You’ll hear a lot of candidates talk about “economic development” and how it has to be the number one priority for West Jordan in the next 4 years (or more.) It’s always good to find out exactly what someone means when they use buzzwords like economic development, or smart growth, or affordable housing. I’m sure over the next several months I’ll go into my thoughts on each of these issues, but for right now, let’s talk about economic development.
What Is It?
When I’m talking about economic development, I’m referring to the set of activities that brings tax dollars to West Jordan that our citizens don’t have to pay for. Broadly speaking, I’m talking about jobs, shopping, entertainment, industry, and so on. I’m talking about helping West Jordan become a place where you can live, and work, and shop, and seek your entertainment; and where people who live in other cities will come in order to do those things as well. These activities generally bring sales tax dollars along with property tax dollars (at nearly twice the rate of a single-family home).
What are the benefits of economic development? Can’t we just be a sleepy bedroom community?
In short, yes, we could just be a sleepy bedroom community. In that case, however, every city service you want your city to provide would be covered mostly by property taxes. This includes city parks, roads, police and fire departments, code enforcement, and so on. So benefit number one is tax revenue, and specifically tax revenue that you and I don’t have to pay every year with our property taxes. Businesses bring in sales tax, they pay property tax, and they often have a multiplier–where people come to the city to work or to attend an event, etc., and while they’re there they buy dinner or gas or groceries. Having more people spend more money in West Jordan is an especially good thing for those of us that live here.
Having your job closer to where you live means you don’t have to drive as far to get to work. This takes cars off the road, leading to improved traffic flow and less frustration and headaches when you get in your car in the morning.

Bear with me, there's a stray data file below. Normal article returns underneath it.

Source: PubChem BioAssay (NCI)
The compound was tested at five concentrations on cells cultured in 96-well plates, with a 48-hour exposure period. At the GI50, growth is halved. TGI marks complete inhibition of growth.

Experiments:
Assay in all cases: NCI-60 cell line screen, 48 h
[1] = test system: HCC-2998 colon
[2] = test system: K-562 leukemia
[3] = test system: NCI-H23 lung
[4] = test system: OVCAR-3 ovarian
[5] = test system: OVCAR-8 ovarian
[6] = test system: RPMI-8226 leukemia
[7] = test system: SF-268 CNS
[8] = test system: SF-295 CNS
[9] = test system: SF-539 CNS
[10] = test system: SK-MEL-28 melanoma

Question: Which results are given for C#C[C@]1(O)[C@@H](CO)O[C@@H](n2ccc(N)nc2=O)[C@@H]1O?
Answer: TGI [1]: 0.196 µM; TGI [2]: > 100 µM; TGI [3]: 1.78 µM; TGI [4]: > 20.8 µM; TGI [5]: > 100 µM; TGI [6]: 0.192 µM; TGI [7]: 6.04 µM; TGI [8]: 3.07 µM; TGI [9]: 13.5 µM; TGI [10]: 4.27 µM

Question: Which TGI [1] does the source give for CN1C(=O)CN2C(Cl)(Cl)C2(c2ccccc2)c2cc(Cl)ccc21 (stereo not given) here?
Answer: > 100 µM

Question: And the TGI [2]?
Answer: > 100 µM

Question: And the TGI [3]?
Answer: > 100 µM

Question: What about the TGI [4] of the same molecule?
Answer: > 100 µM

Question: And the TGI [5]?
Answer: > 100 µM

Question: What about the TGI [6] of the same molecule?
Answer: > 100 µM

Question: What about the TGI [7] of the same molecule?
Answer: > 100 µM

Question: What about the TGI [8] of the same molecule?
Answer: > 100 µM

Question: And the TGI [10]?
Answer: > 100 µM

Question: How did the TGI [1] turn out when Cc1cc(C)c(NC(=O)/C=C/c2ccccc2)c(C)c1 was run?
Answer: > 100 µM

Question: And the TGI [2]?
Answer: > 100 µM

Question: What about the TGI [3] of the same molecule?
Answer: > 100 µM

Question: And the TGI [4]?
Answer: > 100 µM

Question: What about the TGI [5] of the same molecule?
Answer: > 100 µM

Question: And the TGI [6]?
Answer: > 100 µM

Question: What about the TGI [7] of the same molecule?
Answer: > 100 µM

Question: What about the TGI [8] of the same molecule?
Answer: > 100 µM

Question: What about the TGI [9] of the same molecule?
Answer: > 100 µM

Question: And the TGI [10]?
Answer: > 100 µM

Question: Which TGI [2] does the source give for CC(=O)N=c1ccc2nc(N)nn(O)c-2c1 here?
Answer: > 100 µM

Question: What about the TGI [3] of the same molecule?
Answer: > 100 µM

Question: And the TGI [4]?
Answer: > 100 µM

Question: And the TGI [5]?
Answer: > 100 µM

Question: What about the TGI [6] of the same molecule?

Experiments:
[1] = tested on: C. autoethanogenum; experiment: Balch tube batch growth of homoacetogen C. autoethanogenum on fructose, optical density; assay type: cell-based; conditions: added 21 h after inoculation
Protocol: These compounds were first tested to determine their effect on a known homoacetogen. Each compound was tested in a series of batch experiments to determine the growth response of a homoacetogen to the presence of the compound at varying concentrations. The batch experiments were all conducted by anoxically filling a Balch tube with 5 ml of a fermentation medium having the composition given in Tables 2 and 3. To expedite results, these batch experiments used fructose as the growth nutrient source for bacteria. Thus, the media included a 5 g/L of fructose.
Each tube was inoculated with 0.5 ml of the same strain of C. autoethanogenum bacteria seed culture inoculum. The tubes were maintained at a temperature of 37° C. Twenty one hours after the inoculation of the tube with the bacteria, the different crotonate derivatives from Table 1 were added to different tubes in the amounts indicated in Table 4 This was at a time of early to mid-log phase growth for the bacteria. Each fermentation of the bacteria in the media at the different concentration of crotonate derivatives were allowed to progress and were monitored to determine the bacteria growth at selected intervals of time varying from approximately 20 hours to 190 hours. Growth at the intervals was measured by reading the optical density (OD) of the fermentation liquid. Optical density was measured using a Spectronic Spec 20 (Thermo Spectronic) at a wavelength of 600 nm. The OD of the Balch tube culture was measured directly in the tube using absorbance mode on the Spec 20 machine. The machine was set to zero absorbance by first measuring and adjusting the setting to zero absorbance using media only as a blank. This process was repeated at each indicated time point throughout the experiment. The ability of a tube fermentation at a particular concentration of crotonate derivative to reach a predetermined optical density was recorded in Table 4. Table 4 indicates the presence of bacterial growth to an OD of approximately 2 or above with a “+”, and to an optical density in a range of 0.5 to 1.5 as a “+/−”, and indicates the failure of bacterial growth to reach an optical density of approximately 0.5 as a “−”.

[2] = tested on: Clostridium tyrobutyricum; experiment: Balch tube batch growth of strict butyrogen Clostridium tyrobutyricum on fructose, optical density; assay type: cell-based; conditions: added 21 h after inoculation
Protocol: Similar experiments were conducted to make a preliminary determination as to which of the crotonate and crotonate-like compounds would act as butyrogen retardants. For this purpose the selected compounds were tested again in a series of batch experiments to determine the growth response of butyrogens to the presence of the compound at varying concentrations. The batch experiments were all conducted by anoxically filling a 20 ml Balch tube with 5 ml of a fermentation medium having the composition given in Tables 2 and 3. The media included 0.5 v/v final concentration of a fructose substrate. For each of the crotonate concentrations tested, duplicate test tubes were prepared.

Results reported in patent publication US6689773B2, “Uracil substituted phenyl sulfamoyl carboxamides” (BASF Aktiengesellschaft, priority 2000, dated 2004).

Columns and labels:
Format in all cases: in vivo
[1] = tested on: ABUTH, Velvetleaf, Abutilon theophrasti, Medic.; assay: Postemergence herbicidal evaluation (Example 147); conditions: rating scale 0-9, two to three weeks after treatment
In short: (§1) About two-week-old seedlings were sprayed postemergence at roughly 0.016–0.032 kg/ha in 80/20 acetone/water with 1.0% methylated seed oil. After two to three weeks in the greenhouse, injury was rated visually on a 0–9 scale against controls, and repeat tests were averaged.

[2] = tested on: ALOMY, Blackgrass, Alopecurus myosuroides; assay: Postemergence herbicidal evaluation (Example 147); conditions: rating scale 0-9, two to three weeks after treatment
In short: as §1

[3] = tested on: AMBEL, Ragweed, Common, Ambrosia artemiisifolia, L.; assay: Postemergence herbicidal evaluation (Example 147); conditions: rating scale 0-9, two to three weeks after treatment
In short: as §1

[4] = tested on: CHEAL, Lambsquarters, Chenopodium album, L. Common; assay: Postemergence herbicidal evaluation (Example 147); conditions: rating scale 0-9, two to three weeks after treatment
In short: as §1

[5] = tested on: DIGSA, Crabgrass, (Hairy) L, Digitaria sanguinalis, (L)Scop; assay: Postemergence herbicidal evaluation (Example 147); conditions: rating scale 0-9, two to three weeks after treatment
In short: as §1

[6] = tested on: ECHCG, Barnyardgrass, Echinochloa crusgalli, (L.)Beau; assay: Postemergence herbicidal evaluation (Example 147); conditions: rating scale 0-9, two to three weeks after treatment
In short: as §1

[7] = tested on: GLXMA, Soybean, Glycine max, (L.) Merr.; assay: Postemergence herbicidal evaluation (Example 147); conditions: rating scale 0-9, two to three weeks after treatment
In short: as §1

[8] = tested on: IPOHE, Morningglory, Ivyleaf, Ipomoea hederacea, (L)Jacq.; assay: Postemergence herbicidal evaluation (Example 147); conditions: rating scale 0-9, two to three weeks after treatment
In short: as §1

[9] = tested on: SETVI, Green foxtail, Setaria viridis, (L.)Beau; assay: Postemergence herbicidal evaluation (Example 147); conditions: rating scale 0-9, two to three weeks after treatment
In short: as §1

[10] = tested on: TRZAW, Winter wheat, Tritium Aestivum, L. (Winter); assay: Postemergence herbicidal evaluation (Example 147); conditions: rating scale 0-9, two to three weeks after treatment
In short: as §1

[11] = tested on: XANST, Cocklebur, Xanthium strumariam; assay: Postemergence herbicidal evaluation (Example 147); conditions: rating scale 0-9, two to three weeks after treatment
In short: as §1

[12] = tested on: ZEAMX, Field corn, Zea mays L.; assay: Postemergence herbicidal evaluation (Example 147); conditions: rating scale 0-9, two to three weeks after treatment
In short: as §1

Directly related to the traffic issue is improved air quality. Fewer and shorter car trips lead to reduced emmissions and improved air quality. That benefits everyone.
As the city attracts higher-paying jobs, the people that fill those jobs will be looking for higher-value homes that are close to work. Currently, as developers approach the city with smaller and denser homes, they claim that this is what the market is demanding in our area. As the higher-paying jobs come, however, and the people that fill those jobs, the demand will begin to be for more upscale housing (regardless of density or other arbitrary measurements), which will drive values of neighborhoods and homes up, benefitting those residents that are already here.
Poverty and Crime
Because there will be more jobs within reach of more of our residents, the percentage of our residents living in poverty because they can’t find well-paying jobs will drop. And when poverty drops, so does blight, crime, and other societal issues that go along with it.
I hope this helps to explain what economic development is, and why it’s important to West Jordan. We’re working well towards some real progress in this area, and I will continue to advocate for providing the staff with the resources necessary to work with the state and other officials, as well as the companies that are looking for places to locate. I myself recently began working right here in West Jordan at a brand new hot tub and pool table store, and all of the full-time employees that work in my store live in West Jordan. It’s progress that we can’t afford to start over on.